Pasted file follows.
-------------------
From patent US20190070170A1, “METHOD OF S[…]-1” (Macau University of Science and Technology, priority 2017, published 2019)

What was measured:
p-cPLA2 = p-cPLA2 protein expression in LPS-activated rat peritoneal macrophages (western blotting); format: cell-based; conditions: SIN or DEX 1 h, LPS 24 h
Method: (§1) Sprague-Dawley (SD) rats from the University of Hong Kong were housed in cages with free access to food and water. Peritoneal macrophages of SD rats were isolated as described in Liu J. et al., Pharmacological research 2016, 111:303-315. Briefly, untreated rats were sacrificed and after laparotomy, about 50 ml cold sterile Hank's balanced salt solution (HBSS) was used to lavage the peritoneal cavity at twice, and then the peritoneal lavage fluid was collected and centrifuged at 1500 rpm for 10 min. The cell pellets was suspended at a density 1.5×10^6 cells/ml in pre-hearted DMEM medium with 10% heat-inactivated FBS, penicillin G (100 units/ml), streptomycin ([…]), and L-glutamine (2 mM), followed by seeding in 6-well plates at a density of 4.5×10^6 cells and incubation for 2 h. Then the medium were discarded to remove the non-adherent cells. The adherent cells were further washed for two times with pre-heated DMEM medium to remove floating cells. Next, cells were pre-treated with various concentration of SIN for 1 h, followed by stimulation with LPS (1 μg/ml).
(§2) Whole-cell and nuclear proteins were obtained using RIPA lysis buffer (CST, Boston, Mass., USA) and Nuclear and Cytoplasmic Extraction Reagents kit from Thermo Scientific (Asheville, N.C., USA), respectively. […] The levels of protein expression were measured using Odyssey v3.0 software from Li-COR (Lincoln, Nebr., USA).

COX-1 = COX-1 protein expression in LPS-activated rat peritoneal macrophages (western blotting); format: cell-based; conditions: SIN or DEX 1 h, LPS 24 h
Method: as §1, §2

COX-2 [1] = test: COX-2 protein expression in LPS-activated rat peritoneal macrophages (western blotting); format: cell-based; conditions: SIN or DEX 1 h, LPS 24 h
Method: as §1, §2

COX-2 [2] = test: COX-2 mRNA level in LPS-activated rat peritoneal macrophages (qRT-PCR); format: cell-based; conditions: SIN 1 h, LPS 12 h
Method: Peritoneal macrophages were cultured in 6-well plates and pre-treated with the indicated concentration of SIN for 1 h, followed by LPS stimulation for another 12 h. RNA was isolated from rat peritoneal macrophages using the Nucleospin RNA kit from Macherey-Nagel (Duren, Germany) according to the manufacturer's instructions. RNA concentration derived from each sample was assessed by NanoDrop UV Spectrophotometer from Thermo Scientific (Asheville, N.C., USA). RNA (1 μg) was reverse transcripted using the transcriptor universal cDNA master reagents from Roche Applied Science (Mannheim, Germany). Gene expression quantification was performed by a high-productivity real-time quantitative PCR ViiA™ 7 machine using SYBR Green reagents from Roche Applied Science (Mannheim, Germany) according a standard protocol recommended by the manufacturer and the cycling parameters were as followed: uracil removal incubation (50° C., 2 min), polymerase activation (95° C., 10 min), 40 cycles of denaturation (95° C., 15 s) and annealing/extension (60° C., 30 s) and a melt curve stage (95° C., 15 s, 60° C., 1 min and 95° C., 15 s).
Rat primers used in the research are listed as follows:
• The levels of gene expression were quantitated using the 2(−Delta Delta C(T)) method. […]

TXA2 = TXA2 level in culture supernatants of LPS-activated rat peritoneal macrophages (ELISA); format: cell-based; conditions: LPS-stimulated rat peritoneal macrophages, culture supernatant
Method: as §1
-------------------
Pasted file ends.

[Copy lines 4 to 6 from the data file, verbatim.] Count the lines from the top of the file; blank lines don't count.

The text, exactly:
Method: (§1) Sprague-Dawley (SD) rats from the University of Hong Kong were housed in cages with free access to food and water. Peritoneal macrophages of SD rats were isolated as described in Liu J. et al., Pharmacological research 2016, 111:303-315. Briefly, untreated rats were sacrificed and after laparotomy, about 50 ml cold sterile Hank's balanced salt solution (HBSS) was used to lavage the peritoneal cavity at twice, and then the peritoneal lavage fluid was collected and centrifuged at 1500 rpm for 10 min. The cell pellets was suspended at a density 1.5×10^6 cells/ml in pre-hearted DMEM medium with 10% heat-inactivated FBS, penicillin G (100 units/ml), streptomycin ([…]), and L-glutamine (2 mM), followed by seeding in 6-well plates at a density of 4.5×10^6 cells and incubation for 2 h. Then the medium were discarded to remove the non-adherent cells. The adherent cells were further washed for two times with pre-heated DMEM medium to remove floating cells. Next, cells were pre-treated with various concentration of SIN for 1 h, followed by stimulation with LPS (1 μg/ml).
(§2) Whole-cell and nuclear proteins were obtained using RIPA lysis buffer (CST, Boston, Mass., USA) and Nuclear and Cytoplasmic Extraction Reagents kit from Thermo Scientific (Asheville, N.C., USA), respectively. […] The levels of protein expression were measured using Odyssey v3.0 software from Li-COR (Lincoln, Nebr., USA).

COX-1 = COX-1 protein expression in LPS-activated rat peritoneal macrophages (western blotting); format: cell-based; conditions: SIN or DEX 1 h, LPS 24 h